54 Table Reasons for returning for post-licensure education, for RNs who are currently enrolled Not at all important Somewhat important Important Very important Does not apply Family encouraged me 20.5% 15.1% 25.1% 28.3% 11.0% Employer expects me to advance education 8.0% 19.5% 18.7% 22.7% 31.1% Coworkers encouraged me 20.6% 25.8% 28.6% 3.5% 21.5% Personal fulfillment 0.0% 2.5% 15.8% 69.3% 12.4% Desire for new skills 4.4% 0.9% 14.3% 75.2% 5.2% Interest in faculty career 18.4% 19.2% 15.1% 35.2% 12.1% Interest in management career 29.7% 20.0% 18.1% 17.8% 14.4% Higher salary 11.2% 24.9% 16.6% 32.8% 14.5% Interest in advanced practice 24.7% 15.1% 14.8% 26.3% 19.1% Update nursing knowledge 1.7% 4.9% 19.9% 67.5% 6.0% Eligibility for promotion 11.4% 7.1% 27.9% 34.2% 19.4% Employer financing 18.3% 12.7% 11.3% 18.7% 39.1% Interest in nursing research 25.4% 20.7% 24.6% 15.9% 13.3% Want to leave nursing 36.9% 4.4% 6.8% 15.9% 36.1% Other reason 0.0% 0.0% 0.0% 3.8% 96.2% Note: Number of cases=56. Data are weighted to represent all RNs with active licenses. Table Reasons for returning for post-licensure education, for RNs who completed education Not at all important Somewhat important Important Very important Does not apply Family encouraged me 19.9% 12.8% 29.1% 17.1% 21.2% Employer expects me to advance education 19.0% 15.7% 19.2% 23.6% 22.6% Coworkers encouraged me 22.0% 20.4% 31.8% 6.9% 19.0% Personal fulfillment 2.1% 2.7% 6.8% 88.4% 0.0% Desire for new skills 4.2% 5.3% 23.5% 67.0% 0.0% Interest in faculty career 27.6% 24.0% 19.1% 16.3% 13.0% Interest in management career 27.1% 14.4% 24.3% 21.2% 13.1% Higher salary 13.6% 17.1% 26.4% 31.1% 11.9% Interest in advanced practice 29.4% 16.6% 16.2% 22.9% 14.9% Update nursing knowledge 9.9% 5.6% 29.4% 50.9% 4.2% Eligibility for promotion 16.5% 13.7% 29.1% 30.6% 10.0% Employer financing 18.4% 9.3% 22.3% 18.3% 31.8% Interest in nursing research 35.6% 22.3% 14.7% 14.8% 12.6% Want to leave nursing 48.1% 11.9% 7.0% 5.2% 27.9% Other reason 0.0% 0.0% 4.3% 5.8% 89.9% Note: Number of cases=82. Data are weighted to represent all RNs with active licenses. 54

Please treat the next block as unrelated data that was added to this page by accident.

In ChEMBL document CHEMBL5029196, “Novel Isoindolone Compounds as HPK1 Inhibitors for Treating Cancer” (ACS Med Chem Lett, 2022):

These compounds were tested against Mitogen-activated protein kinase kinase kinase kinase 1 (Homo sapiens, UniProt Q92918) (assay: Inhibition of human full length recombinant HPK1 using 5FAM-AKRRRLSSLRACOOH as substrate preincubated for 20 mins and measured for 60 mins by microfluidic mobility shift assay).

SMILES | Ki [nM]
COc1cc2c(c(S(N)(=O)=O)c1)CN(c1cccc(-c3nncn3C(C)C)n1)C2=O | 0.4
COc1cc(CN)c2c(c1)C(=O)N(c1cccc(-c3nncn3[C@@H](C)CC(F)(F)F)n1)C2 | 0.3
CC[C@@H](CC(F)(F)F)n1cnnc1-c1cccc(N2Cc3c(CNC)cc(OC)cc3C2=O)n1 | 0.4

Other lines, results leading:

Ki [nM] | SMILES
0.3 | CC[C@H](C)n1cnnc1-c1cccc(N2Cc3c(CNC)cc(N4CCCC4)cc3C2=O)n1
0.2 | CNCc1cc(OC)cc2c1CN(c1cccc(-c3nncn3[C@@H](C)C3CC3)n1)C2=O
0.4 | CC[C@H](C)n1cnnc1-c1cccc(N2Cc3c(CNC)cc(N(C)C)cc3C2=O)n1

55 Table Reasons for returning for post-licensure education, for RNs who completed education prior to 2008 Not at all important Somewhat important Important Very important Does not apply Family encouraged me 17.9% 21.4% 22.3% 20.3% 18.1% Employer expects me to advance education 24.1% 13.6% 15.1% 15.0% 32.2% Coworkers encouraged me 29.1% 19.8% 15.1% 10.8% 25.3% Personal fulfillment 2.5% 2.9% 12.6% 75.6% 6.5% Desire for new skills 3.2% 6.2% 21.5% 64.9% 4.2% Interest in faculty career 23.3% 15.7% 13.7% 22.6% 24.6% Interest in management career 29.4% 15.9% 11.0% 24.7% 19.0% Higher salary 12.4% 17.3% 24.5% 30.0% 15.9% Interest in advanced practice 19.1% 12.5% 11.1% 29.1% 28.2% Update nursing knowledge 7.3% 11.6% 24.8% 44.1% 12.2% Eligibility for promotion 14.5% 11.2% 19.4% 30.8% 24.3% Employer financing 22.3% 6.5% 8.8% 17.6% 44.9% Interest in nursing research 23.7% 21.4% 15.4% 11.5% 27.9% Want to leave nursing 34.4% 6.4% 4.6% 11.6% 43.0% Other reason 0.4% 0.0% 0.0% 3.5% 96.1% Note: Number of cases=250. Data are weighted to represent all RNs with active licenses. Nurses were asked the reasons they selected the specific education program in which they are currently enrolled or most recently completed. Their responses are summarized in Figure 3.7. Items that were rated as very important were given a score of 4 ; important was given a score of 3, somewhat important was scored 2, and not at all important and does not apply were scored 1. Among those currently enrolled, the most important factors in the selection of a program are teaching modality, length of program, content/focus of program, and cost of program. The least important factors are clinical simulation facilities and clinical facilities available through the program, as well as clinical affiliations. However, among nurses who graduated between 2008 and 2013, there was a slightly different order of importance for factors that influence choice of program. While teaching modality continued to be the most important factor for this group, the other two most important factors were the content/focus of the program and qualifications of the faculty. Location, length, and cost of the program also were of high importance. Among those who graduated prior to 2008, the most important factors were content/focus of the program, location of the program, and qualifications of the faculty. Teaching modality was much less important for those who graduated prior to 2008 than for those who graduated more recently or are currently enrolled. 55